Designing Cleaner Air

By Bang Ha, February 27, 2017

Grade Level

  • PreK-1

Category

  • Architecture

Subject Area

  • Science

Lesson Time

150 minutes (three 50 minute classes)

Introduction

This will serve as one of the introductory activities to a unit on Air Pollution. The purpose of this unit in general is to teach students about the periodic table, properties of elements, the octet rule and properties of chemical bonding through an anchoring event about air pollution. The ultimate goal is for students to understand how chemical bonding in different molecules relates to harmful air pollution.

National Standards

HS-PS1-1.   Use the periodic table as a model to predict the relative properties of elements based on the patterns of electrons in the outermost energy level of atoms. [Clarification Statement: Examples of properties that could be predicted from patterns could include reactivity of metals, types of bonds formed, numbers of bonds formed, and reactions with oxygen.] [Assessment Boundary: Assessment is limited to main group elements. Assessment does not include quantitative understanding of ionization energy beyond relative trends.] HS-PS1-1.   Use the periodic table as a model to predict the relative properties of elements based on the patterns of electrons in the outermost energy level of atoms. PS1.A: Structure and Properties of Matter
  • Each atom has a charged substructure consisting of a nucleus, which is made of protons and neutrons, surrounded by electrons.
  • The periodic table orders elements horizontally by the number of protons in the atom’s nucleus and places those with similar chemical properties in columns. The repeating patterns of this table reflect patterns of outer electron states.
[Clarification Statement: Examples of properties that could be predicted from patterns could include reactivity of metals, types of bonds formed, numbers of bonds formed, and reactions with oxygen.] [Assessment Boundary: Assessment is limited to main group elements. Assessment does not include quantitative understanding of ionization energy beyond relative trends.]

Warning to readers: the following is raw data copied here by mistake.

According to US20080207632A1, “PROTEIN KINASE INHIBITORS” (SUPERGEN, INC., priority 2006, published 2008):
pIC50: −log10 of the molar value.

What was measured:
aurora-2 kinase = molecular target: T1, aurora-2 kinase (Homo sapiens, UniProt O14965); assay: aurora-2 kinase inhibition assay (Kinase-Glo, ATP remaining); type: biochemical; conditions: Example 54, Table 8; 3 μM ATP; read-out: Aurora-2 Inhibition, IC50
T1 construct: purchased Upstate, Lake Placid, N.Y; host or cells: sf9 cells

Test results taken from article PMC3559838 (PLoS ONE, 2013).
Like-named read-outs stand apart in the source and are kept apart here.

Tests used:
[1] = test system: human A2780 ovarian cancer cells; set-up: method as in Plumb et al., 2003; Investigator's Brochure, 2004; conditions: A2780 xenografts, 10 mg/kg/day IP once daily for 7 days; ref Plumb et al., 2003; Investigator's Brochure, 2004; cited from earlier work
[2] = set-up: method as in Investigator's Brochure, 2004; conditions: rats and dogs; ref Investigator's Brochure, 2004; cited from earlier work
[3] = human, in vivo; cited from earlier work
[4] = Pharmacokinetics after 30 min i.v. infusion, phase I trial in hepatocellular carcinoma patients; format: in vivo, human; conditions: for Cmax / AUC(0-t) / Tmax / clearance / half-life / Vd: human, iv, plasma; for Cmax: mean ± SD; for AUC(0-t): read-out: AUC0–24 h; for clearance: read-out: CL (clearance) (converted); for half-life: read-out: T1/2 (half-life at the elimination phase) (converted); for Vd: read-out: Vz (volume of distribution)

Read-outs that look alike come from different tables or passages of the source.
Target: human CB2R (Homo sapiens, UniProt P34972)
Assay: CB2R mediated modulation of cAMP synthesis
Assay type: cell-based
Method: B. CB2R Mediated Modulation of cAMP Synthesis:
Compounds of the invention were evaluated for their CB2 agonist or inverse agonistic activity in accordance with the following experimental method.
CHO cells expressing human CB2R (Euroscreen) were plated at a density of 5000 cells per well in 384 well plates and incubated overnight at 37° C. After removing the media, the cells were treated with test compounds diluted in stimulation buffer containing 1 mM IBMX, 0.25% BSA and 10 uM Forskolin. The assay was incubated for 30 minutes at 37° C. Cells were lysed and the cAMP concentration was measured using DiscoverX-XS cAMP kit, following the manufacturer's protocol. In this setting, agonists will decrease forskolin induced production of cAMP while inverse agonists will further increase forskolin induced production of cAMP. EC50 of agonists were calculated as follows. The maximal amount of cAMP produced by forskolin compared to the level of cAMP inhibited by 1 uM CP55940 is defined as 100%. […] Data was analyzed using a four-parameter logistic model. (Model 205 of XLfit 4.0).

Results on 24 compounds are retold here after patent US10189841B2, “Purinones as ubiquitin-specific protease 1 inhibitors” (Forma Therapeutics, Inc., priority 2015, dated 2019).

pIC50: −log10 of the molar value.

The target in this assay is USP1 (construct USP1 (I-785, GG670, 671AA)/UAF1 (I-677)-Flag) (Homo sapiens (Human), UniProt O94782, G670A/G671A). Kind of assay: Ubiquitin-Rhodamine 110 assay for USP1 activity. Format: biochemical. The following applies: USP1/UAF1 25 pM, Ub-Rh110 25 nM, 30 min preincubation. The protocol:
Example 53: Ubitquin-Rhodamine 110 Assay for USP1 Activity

Objectives

Students will be able to:
  • Brainstorm effectively in groups in order to generate solutions to real-world problems.
  • Prototype a solution to a real-world problem.
  • Communicate their ideas and solutions effectively to an audience.
  • Provide feedback on other classmates’ design solutions.

Resources

  • Document Camera
  • Group Brainstorm Checklist (adapted from Cooper Hewitt DICN slides)

Materials

12 Design in the classroom kits (for 12 groups)

Vocabulary

None

Procedures

  1. On day 1, Students work in groups of 3-4. Each team receives a different challenge card.  Each team’s job is to brainstorm as many ideas as they can using words and drawings. Students categorize their ideas as wild, darling or practical ideas (50 min).
  2. On Day 2, teams prototype one of their ideas and present the prototype to the class. Students complete a prototype planning sheet to better organize their thoughts around the solution they came up with. After completing the worksheet, teams receive their prototyping materials. (50 min)
  3. On day 3, after students finish building their prototypes, teams present their prototype to the class. The audience provides feedback and asks questions. (5o min)

Assessment

  1. I use the peer feedback post-its (see slides) as a primary source to determine if the students successfully learned the objectives of the lesson.
  2. The main form of assessment comes from listening in on student presentations and taking notes on it.
  3. Differentiation: Present different groups with higher or lower level challenge cards depending on the skill level of the group.

Enrichment Extension Activities

Students can research into whether or not their communities have been addressing the issue of air pollution, how much of a problem it is considered to be, and maybe even brainstorm ways in which they themselves can use their own agency to be more proactive about ensuring cleaner air for their communities.

Teacher Reflection

I would have the students spend less time worrying about categorizing ideas, and have them focus more on quantity/volume. Meaning, I would have students first generate as many ideas as possible (let’s say a goal of 30) in a timespan of about 20 minutes, then I would introduce the different idea category types and have them categorize their ideas accordingly.

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